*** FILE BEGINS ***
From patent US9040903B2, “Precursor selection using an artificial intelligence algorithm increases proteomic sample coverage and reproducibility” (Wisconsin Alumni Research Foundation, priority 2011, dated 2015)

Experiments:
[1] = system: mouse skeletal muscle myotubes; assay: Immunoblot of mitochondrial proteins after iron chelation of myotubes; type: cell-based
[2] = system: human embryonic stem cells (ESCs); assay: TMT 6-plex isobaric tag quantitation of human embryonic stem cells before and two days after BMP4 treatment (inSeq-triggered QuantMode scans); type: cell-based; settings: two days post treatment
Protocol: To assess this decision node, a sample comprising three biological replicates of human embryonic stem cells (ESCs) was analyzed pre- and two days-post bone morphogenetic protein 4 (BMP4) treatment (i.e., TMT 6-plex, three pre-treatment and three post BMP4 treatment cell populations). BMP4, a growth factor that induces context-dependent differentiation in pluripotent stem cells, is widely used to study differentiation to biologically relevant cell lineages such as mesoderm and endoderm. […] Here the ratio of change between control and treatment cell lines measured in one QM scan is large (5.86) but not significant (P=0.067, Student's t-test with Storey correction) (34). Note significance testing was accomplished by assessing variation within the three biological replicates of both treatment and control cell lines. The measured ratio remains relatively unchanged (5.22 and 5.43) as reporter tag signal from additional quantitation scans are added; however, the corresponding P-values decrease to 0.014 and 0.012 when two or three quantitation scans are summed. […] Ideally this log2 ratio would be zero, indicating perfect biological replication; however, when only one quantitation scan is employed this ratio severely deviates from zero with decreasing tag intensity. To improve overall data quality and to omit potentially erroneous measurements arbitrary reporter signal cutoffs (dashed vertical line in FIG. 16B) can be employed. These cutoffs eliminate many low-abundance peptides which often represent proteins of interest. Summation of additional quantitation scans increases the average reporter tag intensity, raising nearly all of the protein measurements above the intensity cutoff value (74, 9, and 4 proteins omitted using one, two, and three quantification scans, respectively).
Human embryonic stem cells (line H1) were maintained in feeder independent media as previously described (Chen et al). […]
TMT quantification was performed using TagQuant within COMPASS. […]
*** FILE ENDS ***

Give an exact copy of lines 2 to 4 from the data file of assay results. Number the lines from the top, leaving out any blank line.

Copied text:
Experiments:
[1] = system: mouse skeletal muscle myotubes; assay: Immunoblot of mitochondrial proteins after iron chelation of myotubes; type: cell-based
[2] = system: human embryonic stem cells (ESCs); assay: TMT 6-plex isobaric tag quantitation of human embryonic stem cells before and two days after BMP4 treatment (inSeq-triggered QuantMode scans); type: cell-based; settings: two days post treatment